EarthTalkTMFrom the Editors of E/The Environmental MagazineDear EarthTalk: What are these “ocean deserts” I’ve been hearing about? Also, didn’t I read that there was a huge mass of plastic bottles floating around somewhere on the ocean surface?— Wally Mattson, Eugene, ORSo-called “ocean deserts” or “dead zones” are oxygen-starved (or “hypoxic”) areas of the ocean. They can occur naturally, or be caused by an excess of nitrogen from agricultural fertilizers, sewage effluent and/or emissions from factories, trucks and automobiles. The nitrogen acts as a nutrient that, in turn, triggers an explosion of algae or plankton, which in turn deplete the water’s oxygen.According to the Ocean Conservancy, a dead zone in the Gulf of Mexico—where the Mississippi River dumps untold gallons of polluted water every second—has expanded to over 18,000 square kilometers in the last decade. Many other such dead zones have also undergone rapid expansion in recent years.A recent study by German oceanographer Lothar Stramma and a team of prominent international researchers confirms this phenomenon and also points the finger at global warming. Their data show that oxygen levels hundreds of feet below the ocean surface have declined over the past 50 years around the world, most likely a result of human activity. And as ocean waters warm due to climate change, they retain less oxygen. Furthermore, warmer upper layers of water stifle the process that brings nutrients up from colder, deeper parts of the ocean to feed a wide range of surface-dwelling marine wildlife.The expansion of these dead zones is bad news for most marine inhabitants and the ecosystems they thrive in. Thousands of different species already stressed from over fishing and other threats, now must contend with expanding hypoxic areas throughout regions that once constituted healthy habitat.The accumulation of plastic debris and other trash in the ocean is not necessarily related to hypoxic zones, but is yet another major problem facing the world’s fragile marine ecosystems. California-based sea captain and ocean researcher Charles Moore discovered what is now known as the Eastern Garbage Patch—an aggregation of plastic and other marine debris occupying some 700,000 square kilometers in the North Pacific Ocean—during a crossing of the North Pacific in 1997. In a 2003 article in Natural History Magazine, Moore reported being astounded that he couldn’t be further from land anywhere on Earth yet he could see plastic bags and other debris coating the ocean’s surface as far as the eye could see.Individuals can help the oceans and their inhabitants by making smart daily choices that can have collective, positive impact. Lowering your carbon footprint—driving less, biking more, donning a sweater instead of turning up the heat—is one way to help stem the spread of hypoxic zones, which is directly related to industrial activity and the amount of greenhouse gases we spew into the atmosphere.And limiting plastic and plastic bag use is the best way to prevent such litter from ending up swirling around mid-ocean. Some countries, such as China, and many large cities—San Francisco, for example—have banned plastic grocery bags. If your city hasn’t yet taken this step, pressure them to do so—and in the meantime bring your own reusable bags to the market and avoid plastic wherever else you can.CONTACTS: Ocean Conservancy, Natural History Magazine.Dear EarthTalk: I’ve followed the trends in “eco-homes” now for many years. Are there equally encouraging things happening in the world of condos? — Charlie Anderson, Seattle, WABelieve it or not, condominiums may be some of the most environmentally responsible housing out there today, especially since more and more developers are paying attention to sustainability from the get-go.By their very nature, many condo complexes adhere to some of the most basic tenets of green housing: density, to maximize surrounding open space and minimize buildings’ physical and operational footprints; proximity to mass transit, given their typical location in urban areas; and reduced resource use per unit, thanks to shared systems, walls and common spaces. Builders can elect to layer on other green elements, such as high-efficiency appliances and HVAC systems, green roofs and organic landscaping.“Projects are embracing green [to] be more responsive to what the buying public is looking for,” says Gail Vittori, chairperson of the U.S. Green Building Council, which produced and manages the Leadership in Energy and Environmental Design (LEED) design and building standards. “They also want to have the built environment become much more in line with environmental and health considerations.”One example is Florence Lofts, a new development of 12 townhouses and a 4,200 square foot commercial building in downtown Sebastopol, California. The LEED-certified project features a photovoltaic solar system on the roof for hot water and other electrical needs, a commercial scale “gray water” system to divert sink and shower water for irrigation purposes, and a tank that collects storm water from roofs to prevent excessive run-off.Another example is The Riverhouse overlooking the Hudson River in New York City’s Battery Park district. The LEED-certified, 320-unit building—the new home of actor/environmentalist Leo DiCaprio—has geothermal heating and cooling, twice-filtered air, non-toxic paint, and landscaped roof gardens.But not all developers need to break the bank to go green on their condo and apartment projects. Two-thirds of the units in Harlem’s much-publicized 1400 Fifth Avenue building—touted as New York’s first green condominium, are considered affordable, priced at $50,000 to $104,000 and restricted to families of moderate income. Also in the New York metropolitan area, Habitat for Humanity recently announced it has assembled a green design team to build “real affordable condos” in New Rochelle and other parts of Westchester County.“If you’re doing a moderately green building, the premium to build is typically in the 1.5 to two percent range. It’s very small,” says Leanne Tobias of Malachite LLC, a Maryland-based green real estate consulting firm. Additionally, the carrying costs for green units are lower, since such buildings operate on less energy and water and generate less waste than conventional high-rises. “All of those will be savings every month for the homeowners or residents of those buildings,” Vittori adds. “That’s a big plus.”CONTACTS: U.S. Green Building Council, Habitat for Humanity, Malachite LLC——–GOT AN ENVIRONMENTAL QUESTION? Send it to: EarthTalk, c/o E/The Environmental Magazine, P.O. Box 5098, Westport, CT 06881; submit it at: www.emagazine.com/earthtalk/thisweek/, or e-mail: earthtalk [at] emagazine.com. Read past columns at: www.emagazine.com/earthtalk/archives.php.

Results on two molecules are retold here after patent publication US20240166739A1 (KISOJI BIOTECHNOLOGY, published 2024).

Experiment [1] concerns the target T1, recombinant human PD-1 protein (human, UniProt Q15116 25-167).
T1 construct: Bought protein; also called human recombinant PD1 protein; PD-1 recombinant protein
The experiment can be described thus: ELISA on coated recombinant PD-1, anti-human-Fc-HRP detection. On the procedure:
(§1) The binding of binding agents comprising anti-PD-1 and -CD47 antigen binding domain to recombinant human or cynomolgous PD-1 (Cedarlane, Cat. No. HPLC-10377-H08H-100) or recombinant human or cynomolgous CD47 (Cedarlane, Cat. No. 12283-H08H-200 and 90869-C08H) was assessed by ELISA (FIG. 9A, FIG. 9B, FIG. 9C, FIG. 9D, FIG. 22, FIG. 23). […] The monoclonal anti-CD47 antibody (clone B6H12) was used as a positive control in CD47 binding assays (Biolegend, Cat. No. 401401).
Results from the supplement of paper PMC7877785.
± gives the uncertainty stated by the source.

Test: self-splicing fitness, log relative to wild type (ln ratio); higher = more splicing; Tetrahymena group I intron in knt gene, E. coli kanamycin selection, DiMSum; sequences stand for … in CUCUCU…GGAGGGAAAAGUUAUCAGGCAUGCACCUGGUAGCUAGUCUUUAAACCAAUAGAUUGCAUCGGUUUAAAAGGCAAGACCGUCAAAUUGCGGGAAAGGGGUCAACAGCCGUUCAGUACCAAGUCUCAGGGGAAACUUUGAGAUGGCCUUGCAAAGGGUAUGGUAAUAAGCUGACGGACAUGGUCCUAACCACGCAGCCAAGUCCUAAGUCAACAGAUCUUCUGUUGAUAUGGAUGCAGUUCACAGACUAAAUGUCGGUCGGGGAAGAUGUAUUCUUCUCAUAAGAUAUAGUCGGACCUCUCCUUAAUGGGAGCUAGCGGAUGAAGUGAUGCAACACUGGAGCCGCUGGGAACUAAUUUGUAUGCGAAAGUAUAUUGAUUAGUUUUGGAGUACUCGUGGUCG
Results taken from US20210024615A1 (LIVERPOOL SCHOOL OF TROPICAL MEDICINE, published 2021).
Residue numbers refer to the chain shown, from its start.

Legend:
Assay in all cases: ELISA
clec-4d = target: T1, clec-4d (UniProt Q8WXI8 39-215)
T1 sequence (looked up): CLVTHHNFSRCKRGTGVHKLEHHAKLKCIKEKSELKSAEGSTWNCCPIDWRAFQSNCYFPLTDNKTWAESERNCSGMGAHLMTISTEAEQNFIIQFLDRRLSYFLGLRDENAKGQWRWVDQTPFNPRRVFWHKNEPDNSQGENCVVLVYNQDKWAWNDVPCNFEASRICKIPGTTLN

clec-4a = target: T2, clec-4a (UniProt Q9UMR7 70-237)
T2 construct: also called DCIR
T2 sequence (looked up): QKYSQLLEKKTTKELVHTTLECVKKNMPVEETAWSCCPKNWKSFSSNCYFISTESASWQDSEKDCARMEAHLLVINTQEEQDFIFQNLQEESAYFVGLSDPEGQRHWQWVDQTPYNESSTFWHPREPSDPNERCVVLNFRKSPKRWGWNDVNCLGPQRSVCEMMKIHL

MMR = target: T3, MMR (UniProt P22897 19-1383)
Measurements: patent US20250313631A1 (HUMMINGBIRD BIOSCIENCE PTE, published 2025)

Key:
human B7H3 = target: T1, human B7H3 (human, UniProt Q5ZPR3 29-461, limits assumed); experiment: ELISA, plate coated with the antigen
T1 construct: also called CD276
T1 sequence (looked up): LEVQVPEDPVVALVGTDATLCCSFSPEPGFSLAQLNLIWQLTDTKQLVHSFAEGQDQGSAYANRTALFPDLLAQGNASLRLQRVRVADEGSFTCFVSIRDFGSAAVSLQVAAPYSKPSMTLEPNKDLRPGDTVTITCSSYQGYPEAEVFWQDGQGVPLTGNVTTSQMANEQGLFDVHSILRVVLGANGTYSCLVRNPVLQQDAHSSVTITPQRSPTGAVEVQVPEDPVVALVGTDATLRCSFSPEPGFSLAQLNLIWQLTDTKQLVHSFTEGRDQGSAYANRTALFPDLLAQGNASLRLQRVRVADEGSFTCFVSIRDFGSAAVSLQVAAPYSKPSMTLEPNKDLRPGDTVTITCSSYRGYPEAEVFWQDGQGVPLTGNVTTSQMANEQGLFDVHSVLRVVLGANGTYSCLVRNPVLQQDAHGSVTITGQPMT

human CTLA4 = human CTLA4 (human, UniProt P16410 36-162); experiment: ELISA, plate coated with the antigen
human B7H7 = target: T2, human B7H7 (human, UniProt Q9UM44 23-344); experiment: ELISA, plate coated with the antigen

Armed Forces officials expect the F EXPD to respond rapidly, by itself or in cooperation with security forces from partner nations, to safeguard national interests and perform a wide spectrum of operations such as humanitarian actions and peacekeeping missions. It will comply with provisions of Chapter 1 of the White Paper on National Defense, which was published in 2012 and covers the functions and actions of the country’s defense forces. Overseas missions F EXPD structure and operations Advancing the planning process, the Second Division hosted the fourth meeting of the F EXPD core group, which was attended by commanders of the Southeast Military Command, the Military Force of the United Nations Stabilization Mission in the Democratic Republic of the Congo (MONUSCO), and the COTER in June. This year and in 2016, their military authorities will conduct studies and plan for the F EXPD’s budget and logistical structure; once that phase is completed and the Expeditionary Force is deployed, it will support overseas operations, which are an important component of the Armed Forces’ mission. A rapid response force The Brazilian Army (EB) is creating an Expeditionary Force (F EXPD) to provide permanent support for the country’s participation in foreign missions. The F EXPD is initially expected to be made up of one Battalion, with 1,000 Soldiers, in its first year of operation in 2022. In the last phase, scheduled for 2030, it’s expected to evolve into a Brigade, with 3,000 Troops that would add increased capacities, such as Infantry, fire support, and logistics. The F EXPD will also utilize armored vehicles to increase its operational capacity and performance possibilities. “These friendly countries, our fellow branches of the Military, and the EB organizations have significant expertise in their areas and experiences that are valuable for defining the model (of the F EXPD),” the Army’s Social Communications Center (CCOMSEx) stated. Col. Civolani added: ”We will be the core group responsible for the many cycles that make up the F EXPD’s operations – mobilization (gather Soldiers), preparation, deployment (action in the field), and demobilization. But all Troops from the Brazilian Army will be available to take part in these operations.” This operation design will facilitate the simultaneous involvement of four battalions “to always have a force ready to respond.” “The main objective is readiness, so we can act in a variety of contexts,” Col. Civolani said. “Right now, we need to mobilize our units for every mission that Brazil is requested to join. With a structure in place that is always prepared to act, Brazil will get more respect from international organizations and will bolster its bid to join the United Nations Security Council.” Under the current model, the EB assigns one Military organization from each of its eight Armed Forces commands (South, Southeast, East, West, Northeast, Amazon, Planalto, and North), which mobilize their Troops and prepare to serve in missions. It initiated plans to form the F EXPD in 2014, when the COTER began analyzing the possibility of creating such a group as a subunit of the Structuring Project for the new Terrestrial Military Operating System (SISOMT). The new unit will have attributions and assignments in contexts that differ from those that mobilized the first Brazilian Expeditionary Force (FEB), Col. Civolani explained. That unit was specially created to operate between July 1944 and May 1945 in the campaign in Italy, alongside the Allies (Britain, France, the U.S., and other countries). Brazil joined World War II after Germany attacked – which was part of the Axis powers – Brazilian vessels in Brazilian waters. The FEB was made up of nearly 25,000 Soldiers and was decommissioned after the war. By Dialogo October 06, 2015 very good. Very good article! To the brave Brazilian Marines, when I hear them talking about the U.S. teaching martial arts, it reminds me of the martial arts champions at Clube dos Cisnes located on Av. Cruz CabugÃ¡ in the 70’s. My respect to the Brazilian Navy. I hope I’m wrong, but this seems like an offshoot of the UNASUR Army that can act and provide a quick response alone or in coordination with international organisations (which ones? China, Russia, Cuba, Venezuela, and others with a communist/socialist government?) I hope I’m wrong, but… Informative and educational. Good. Long live the glorious Brazilian Army, because beyond ensuring national security, it contributes to world peace. Awesome. If I was on active duty, I would participate in it all. I love my uniform. I love my country. Expeditionary Force above all.*** BRAZIL *** Very nice. My dream! The event generated support for the new organization’s procedures, according to Col. Civolani, who attended the seminar. “The real progress will be the preparation and readiness, because it takes time to mobilize. That’s the focus of the new Expeditionary Force.” Military organizations from the Army’s Second Division will serve as the headquarters of the Expeditionary Force, which will include Light Infantry Brigades and receive a high degree of specialized training in ensuring law and order and other operations. The 11th and 12th Light Infantry Brigades, headquartered respectively in Campinas and Caçapava, in the state of São Paulo, are candidates to lead the subproject’s implementation, including organizing and executing the first doctrinal trial, scheduled for 2017. With the goal of deploying the force by 2022, Military officials plan to conclude defining its organization and structure by 2016, according to Colonel Fernando Civolani Lopes, Chief of Staff of the Army’s Second Division (2ª DE), based in São Paulo. To that end, in Brasília, the Army Command and EB Land Operations (COTER) organized and hosted a seminar from September 14-18 that brought together defense attachés from Germany, Canada, Spain, and France, as well as representatives from Brazil’s Ministry of Defense, Air Force (FAB), and Navy. “The F EXPD will defend national interests, as well as the people, goods, and resources of Brazil abroad; contribute to the maintenance of international peace and security; and intensify Brazil’s involvement in the concert of nations and its greater inclusion in international decision-making processes,” the CCOMSEx explained. A CCOMSEx survey for Diálogo identified 17 major international missions that EB Troops have participated in since 1948. Currently, they serve in the UN Stabilization Mission in Haiti (MINUSTAH), the United Nations Interim Force in Lebanon (UNIFIL), (MONUSCO), and the United Nations Transitional Administration in East Timor (UNTAET). And in the past, 1,175 Brazilian Soldiers participated in the UN Emergency Force (UNEF I) involved with the ceasefire and withdrawal of the Armed Forces of France, Britain, and Israel from the Suez Canal and the Sinai Peninsula, between 1957 and 1967. “The requirements in terms of materials will be determined at a future date. The operating structures will prioritize greater collective security, speed, and selective lethality,” the CCOMSEx explained in a statement. “The vehicles will be equipped with command and control means that enable situational awareness to the level of the individual combatant.” “The exercise will simulate an international crisis or humanitarian mission,” Col. Civolani said. “It came to an end because the objectives for which it was structured had been achieved with the surrender of the enemy forces,” Col. Civolani said. “The name of the new unit is a reference to the memory of the FEB, but the context and details are different. But I admit that the reference is inevitable.”